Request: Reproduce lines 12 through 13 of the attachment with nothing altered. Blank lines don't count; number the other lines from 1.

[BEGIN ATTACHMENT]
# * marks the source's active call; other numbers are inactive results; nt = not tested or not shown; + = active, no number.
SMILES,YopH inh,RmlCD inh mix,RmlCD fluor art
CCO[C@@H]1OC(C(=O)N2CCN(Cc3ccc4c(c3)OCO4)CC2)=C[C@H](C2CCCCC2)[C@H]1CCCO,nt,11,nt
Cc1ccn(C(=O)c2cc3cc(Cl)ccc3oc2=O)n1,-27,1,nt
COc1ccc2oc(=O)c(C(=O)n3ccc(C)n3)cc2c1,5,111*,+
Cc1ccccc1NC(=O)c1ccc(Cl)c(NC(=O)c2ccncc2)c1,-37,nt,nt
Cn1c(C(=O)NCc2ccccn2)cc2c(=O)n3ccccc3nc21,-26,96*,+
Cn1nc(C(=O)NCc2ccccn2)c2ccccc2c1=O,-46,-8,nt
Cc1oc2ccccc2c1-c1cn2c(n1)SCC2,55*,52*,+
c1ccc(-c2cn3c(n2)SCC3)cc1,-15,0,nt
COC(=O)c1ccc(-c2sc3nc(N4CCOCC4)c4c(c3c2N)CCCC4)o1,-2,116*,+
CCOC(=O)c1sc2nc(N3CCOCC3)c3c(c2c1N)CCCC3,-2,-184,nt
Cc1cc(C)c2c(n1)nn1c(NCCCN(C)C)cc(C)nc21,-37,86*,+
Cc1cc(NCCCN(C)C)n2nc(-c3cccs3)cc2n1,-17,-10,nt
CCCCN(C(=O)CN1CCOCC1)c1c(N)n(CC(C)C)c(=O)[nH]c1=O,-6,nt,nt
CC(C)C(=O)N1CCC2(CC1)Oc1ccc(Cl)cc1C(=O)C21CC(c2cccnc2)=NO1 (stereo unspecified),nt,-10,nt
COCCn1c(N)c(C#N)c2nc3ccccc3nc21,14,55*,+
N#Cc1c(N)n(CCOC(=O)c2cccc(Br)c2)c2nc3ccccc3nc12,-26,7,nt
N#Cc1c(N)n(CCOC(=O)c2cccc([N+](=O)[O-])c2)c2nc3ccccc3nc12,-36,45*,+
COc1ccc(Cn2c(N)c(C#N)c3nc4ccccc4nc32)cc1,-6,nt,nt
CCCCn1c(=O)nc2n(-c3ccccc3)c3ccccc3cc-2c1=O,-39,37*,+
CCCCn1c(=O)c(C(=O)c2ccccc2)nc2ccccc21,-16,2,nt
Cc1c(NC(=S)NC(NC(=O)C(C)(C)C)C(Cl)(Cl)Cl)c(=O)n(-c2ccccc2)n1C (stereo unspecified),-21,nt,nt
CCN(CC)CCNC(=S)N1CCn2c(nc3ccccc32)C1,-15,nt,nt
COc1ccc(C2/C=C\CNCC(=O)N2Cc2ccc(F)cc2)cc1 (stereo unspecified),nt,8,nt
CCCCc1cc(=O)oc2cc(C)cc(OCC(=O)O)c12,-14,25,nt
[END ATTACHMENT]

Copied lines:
CCOC(=O)c1sc2nc(N3CCOCC3)c3c(c2c1N)CCCC3,-2,-184,nt
Cc1cc(C)c2c(n1)nn1c(NCCCN(C)C)cc(C)nc21,-37,86*,+